|Title||Statewide USGS 3DEP Lidar Topographic Differencing Applied to Indiana, USA|
|Publication Type||Journal Article|
|Year of Publication||2022|
|Authors||Scott C, Beckley M, Phan M, Zawacki E, Crosby C, Nandigam V, Arrowsmith R|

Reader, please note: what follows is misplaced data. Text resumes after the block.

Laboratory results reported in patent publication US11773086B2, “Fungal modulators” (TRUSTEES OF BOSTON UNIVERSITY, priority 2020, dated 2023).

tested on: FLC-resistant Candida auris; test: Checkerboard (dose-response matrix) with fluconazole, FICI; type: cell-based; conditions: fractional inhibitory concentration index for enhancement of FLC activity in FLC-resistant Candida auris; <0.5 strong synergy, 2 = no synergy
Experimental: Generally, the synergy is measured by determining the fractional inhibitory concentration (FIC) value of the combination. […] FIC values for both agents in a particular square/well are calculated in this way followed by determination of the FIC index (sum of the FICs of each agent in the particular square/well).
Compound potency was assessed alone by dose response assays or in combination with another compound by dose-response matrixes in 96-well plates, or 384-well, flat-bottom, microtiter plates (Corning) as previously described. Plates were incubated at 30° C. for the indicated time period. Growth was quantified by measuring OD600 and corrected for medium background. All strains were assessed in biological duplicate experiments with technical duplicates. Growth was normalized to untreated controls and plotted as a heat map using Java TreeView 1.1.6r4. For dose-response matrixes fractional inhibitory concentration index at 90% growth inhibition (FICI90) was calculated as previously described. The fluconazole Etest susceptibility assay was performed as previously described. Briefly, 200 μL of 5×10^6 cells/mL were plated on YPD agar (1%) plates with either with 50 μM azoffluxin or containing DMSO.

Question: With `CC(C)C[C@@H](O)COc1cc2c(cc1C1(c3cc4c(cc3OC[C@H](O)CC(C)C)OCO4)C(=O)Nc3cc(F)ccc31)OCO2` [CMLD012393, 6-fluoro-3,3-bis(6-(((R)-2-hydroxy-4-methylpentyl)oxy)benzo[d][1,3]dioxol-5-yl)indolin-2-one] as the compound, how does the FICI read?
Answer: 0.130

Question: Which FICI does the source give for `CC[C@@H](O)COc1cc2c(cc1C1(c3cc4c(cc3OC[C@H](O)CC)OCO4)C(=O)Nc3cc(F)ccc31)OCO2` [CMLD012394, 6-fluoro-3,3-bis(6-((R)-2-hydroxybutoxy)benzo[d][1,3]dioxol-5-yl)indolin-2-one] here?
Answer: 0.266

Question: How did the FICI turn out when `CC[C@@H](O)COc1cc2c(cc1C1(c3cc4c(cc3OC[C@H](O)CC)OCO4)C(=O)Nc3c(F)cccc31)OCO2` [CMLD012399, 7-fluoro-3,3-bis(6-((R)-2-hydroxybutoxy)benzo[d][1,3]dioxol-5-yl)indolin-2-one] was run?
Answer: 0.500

Differencing multi-temporal topographic data (radar, lidar, or photogrammetrically derived point clouds or digital elevation models—DEMs) measures landscape change, with broad applications for scientific research, hazard management, industry, and urban planning. The United States Geological Survey’s 3D Elevation Program (3DEP) is an ambitious effort to collect light detection and ranging (lidar) topography over the United States’ lower 48 and Interferometric Synthetic Aperture Radar (IfSAR) in Alaska by 2023. The datasets collected through this program present an important opportunity to characterize topography and topographic change at regional and national scales. We present Indiana statewide topographic differencing results produced from the 2011–2013 and 2016–2020 lidar collections. We discuss the insights, challenges, and lessons learned from conducting large-scale differencing. Challenges include: (1) designing and implementing an automated differencing workflow over 94,000 km2 of high-resolution topography data, (2) ensuring sufficient computing resources, and (3) managing the analysis and visualization of the multiple terabytes of data. We highlight observations including infrastructure development, vegetation growth, and landscape change driven by agricultural practices, fluvial processes, and natural resource extraction. With 3DEP and the U.S. Interagency Elevation Inventory data, at least 37% of the Contiguous 48 U.S. states are already covered by repeat, openly available, high-resolution topography datasets, making topographic differencing possible.